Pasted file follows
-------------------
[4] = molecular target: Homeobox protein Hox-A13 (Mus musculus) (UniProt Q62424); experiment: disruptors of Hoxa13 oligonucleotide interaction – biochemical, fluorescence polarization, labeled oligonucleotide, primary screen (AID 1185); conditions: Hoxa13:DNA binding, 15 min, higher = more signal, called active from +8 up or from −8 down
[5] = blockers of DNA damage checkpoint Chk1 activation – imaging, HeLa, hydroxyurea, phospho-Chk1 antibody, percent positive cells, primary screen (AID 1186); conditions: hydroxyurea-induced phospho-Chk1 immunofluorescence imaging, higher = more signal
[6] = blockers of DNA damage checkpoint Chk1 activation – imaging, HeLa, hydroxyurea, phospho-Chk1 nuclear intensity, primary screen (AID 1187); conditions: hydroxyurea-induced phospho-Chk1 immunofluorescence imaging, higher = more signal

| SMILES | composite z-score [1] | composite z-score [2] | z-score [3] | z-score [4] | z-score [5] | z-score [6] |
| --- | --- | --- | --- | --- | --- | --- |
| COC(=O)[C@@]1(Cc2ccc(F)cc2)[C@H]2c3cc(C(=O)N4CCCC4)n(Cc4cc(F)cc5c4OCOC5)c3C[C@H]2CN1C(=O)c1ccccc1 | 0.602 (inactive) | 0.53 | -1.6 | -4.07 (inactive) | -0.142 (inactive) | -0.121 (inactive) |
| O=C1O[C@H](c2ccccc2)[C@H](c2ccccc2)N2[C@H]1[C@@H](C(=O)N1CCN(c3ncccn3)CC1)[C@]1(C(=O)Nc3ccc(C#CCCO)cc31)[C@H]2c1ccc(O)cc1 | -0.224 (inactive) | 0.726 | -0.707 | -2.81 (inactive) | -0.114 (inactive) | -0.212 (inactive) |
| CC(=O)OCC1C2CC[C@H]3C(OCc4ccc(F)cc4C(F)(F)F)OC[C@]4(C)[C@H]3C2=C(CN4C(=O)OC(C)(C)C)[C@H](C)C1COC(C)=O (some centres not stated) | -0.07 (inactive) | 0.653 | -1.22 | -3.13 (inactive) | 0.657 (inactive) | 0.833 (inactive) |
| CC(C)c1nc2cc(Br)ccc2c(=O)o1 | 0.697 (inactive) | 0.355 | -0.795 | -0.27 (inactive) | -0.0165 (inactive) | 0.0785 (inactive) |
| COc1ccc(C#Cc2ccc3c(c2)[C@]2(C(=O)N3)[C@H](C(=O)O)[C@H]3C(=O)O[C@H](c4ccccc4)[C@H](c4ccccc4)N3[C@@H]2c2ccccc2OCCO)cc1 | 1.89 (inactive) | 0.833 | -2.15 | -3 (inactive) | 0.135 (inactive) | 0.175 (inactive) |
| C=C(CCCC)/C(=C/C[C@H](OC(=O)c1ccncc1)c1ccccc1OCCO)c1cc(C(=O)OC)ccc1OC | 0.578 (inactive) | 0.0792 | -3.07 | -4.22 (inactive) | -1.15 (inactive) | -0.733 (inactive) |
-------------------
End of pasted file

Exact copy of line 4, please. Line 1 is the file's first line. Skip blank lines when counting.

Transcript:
| SMILES | composite z-score [1] | composite z-score [2] | z-score [3] | z-score [4] | z-score [5] | z-score [6] |